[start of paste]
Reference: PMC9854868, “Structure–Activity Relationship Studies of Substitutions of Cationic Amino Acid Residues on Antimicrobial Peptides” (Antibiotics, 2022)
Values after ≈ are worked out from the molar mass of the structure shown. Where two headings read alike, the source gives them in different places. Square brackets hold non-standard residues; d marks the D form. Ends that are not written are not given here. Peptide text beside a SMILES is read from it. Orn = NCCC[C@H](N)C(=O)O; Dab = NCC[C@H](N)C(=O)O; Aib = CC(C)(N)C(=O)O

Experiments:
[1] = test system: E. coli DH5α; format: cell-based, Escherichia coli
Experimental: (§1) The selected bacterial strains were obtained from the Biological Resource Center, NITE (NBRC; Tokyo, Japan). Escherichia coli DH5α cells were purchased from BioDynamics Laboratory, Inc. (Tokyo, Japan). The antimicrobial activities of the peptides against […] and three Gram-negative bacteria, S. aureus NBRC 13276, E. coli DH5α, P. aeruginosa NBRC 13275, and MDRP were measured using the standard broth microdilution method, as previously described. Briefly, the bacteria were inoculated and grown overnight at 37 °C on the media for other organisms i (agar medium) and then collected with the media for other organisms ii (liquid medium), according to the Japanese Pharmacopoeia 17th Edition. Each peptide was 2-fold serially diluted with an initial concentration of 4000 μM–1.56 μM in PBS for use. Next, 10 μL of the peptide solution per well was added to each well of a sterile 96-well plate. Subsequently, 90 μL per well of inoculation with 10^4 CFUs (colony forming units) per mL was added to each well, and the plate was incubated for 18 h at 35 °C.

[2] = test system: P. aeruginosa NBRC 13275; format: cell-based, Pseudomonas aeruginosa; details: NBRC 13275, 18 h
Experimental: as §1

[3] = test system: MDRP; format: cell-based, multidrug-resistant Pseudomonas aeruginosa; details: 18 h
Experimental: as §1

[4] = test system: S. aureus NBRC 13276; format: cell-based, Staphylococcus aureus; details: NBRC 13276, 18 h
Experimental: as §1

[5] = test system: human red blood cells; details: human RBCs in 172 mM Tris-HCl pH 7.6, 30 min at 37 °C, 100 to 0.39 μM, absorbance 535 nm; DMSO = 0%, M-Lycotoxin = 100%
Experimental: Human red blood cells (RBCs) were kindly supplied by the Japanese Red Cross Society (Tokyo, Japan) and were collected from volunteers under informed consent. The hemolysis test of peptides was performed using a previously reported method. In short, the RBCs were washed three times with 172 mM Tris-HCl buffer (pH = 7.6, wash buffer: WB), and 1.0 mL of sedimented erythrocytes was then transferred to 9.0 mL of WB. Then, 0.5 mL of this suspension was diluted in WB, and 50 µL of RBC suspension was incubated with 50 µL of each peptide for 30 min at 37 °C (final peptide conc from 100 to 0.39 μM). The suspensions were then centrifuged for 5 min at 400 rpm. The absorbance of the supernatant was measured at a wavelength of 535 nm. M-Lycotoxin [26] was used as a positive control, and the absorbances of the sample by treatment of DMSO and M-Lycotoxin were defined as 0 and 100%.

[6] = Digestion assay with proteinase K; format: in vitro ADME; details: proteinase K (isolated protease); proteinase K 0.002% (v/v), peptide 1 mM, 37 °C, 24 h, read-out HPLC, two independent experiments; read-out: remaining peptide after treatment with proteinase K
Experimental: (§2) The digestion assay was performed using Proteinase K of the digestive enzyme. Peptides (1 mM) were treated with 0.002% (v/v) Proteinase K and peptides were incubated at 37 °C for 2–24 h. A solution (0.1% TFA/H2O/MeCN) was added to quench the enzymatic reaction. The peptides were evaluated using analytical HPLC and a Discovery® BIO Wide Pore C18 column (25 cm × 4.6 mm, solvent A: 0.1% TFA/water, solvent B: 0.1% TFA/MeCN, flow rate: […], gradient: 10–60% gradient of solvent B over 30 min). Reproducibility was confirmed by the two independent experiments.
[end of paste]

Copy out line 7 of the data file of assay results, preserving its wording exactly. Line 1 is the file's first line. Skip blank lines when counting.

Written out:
Experimental: as §1